Coverage: ESPN. America's sweatiest network.

Weather: Sunny, high of 70 degrees Fahrenheit.

Record: Bears lead the all-time series, 7-3.

What happened last time? The Bears beat the Jets in a post-Christmas shootout by a score of 38-34 back on December 26th, 2010.

Who is favored? Jets from 1.5 - 3 points, depending on the bookie.


Players designated "Probable" status are omitted.



CB Dee Milliner (ankle)


WR Eric Decker (hamstring)



C Roberto Garza (ankle), LB Shea McClellin (hand), CB Sherrick McManis (quadricep), DT Jay Ratliff (concussion), G Matt Slauson (ankle)


DE Trevor Scott (foot)


WR Brandon Marshall (ankle), WR Alshon Jeffery (hamstring)


Note that rankings are averages, and there have only been two weeks of play so far.

Jets: After two weeks against the Raiders the Jets are 19th in points scored, 12th in overall yards, 29th in passing yards and 1st in rushing. This is the second week the Jets have been the top rushing team in a row. The Jets RB committee of Chris Johnson, Chris Ivory, and Bilal Powell, matches up favorably against the Bears who much like the Packers and Raiders rate poorly against the run; however the Jets must make improvements in the passing game execution if they wish to keep pace with teams like the Bears or the Packers. The Jets are not executing effectively enough through the air or in the red zone, although the first half of last week was a visible improvement for the Jets offense.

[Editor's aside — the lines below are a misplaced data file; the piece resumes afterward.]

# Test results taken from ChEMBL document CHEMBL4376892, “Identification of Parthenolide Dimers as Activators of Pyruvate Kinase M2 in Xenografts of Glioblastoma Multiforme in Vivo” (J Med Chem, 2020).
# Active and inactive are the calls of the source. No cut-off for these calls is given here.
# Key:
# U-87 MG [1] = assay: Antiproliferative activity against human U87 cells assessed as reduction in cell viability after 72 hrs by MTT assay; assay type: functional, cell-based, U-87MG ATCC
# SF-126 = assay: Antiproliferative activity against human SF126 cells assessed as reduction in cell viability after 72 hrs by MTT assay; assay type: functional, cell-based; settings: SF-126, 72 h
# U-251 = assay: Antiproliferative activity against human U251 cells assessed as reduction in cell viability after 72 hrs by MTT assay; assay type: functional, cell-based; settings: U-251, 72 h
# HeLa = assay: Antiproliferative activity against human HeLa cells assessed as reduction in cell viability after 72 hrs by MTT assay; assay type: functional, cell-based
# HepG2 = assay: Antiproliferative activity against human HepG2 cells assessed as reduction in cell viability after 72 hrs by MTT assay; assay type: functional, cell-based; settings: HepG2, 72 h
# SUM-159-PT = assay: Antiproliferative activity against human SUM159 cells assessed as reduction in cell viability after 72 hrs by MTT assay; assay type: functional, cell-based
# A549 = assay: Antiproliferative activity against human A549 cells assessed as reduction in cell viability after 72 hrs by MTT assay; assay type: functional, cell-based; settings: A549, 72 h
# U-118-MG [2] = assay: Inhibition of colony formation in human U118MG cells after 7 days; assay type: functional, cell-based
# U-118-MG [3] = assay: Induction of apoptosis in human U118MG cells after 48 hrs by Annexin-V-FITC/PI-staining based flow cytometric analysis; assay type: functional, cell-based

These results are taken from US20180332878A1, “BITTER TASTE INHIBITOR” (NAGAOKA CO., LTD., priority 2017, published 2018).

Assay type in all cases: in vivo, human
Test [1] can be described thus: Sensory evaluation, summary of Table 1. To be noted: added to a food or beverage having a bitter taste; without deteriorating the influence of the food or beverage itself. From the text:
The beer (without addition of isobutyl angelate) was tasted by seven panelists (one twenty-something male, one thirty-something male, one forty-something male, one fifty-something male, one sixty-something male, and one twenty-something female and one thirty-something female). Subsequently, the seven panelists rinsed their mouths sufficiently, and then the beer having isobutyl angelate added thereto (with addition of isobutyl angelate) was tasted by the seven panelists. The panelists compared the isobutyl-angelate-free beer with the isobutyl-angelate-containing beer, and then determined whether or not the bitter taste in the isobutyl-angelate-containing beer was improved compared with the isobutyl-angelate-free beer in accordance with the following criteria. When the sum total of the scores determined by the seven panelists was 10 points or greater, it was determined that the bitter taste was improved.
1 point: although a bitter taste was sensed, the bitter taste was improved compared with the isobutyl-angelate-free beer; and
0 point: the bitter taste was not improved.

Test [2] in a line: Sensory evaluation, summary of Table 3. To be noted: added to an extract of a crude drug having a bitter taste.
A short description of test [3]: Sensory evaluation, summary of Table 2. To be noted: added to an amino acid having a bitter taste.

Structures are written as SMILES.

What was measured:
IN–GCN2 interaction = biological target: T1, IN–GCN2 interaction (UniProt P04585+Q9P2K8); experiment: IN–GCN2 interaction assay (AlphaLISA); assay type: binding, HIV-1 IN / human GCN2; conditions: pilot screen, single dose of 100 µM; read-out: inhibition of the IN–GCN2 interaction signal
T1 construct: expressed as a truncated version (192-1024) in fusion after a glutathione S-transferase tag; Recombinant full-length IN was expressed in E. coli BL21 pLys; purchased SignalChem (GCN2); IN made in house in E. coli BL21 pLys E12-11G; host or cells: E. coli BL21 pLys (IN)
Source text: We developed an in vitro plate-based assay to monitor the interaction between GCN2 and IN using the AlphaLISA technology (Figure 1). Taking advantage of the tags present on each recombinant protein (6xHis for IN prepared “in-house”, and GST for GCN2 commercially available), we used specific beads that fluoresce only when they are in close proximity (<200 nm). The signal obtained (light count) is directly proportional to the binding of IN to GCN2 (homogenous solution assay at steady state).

On defense the Jets are 17th in points allowed, 3rd in overall yards allowed, 16th in passing defense, and 1st in rushing defense. The Jets powerful front seven can be credited with the strong defensive performance of the team, as the makeshift secondary visibly struggles with their opponents.

Bears: After two weeks of play, on offense the Bears are 10th in points scored, 25th in overall yards, 9th in passing yards; and 30th in rushing yards. The Bears have been unable to establish the running game thus far, and have relied on the passing game for most of their offense.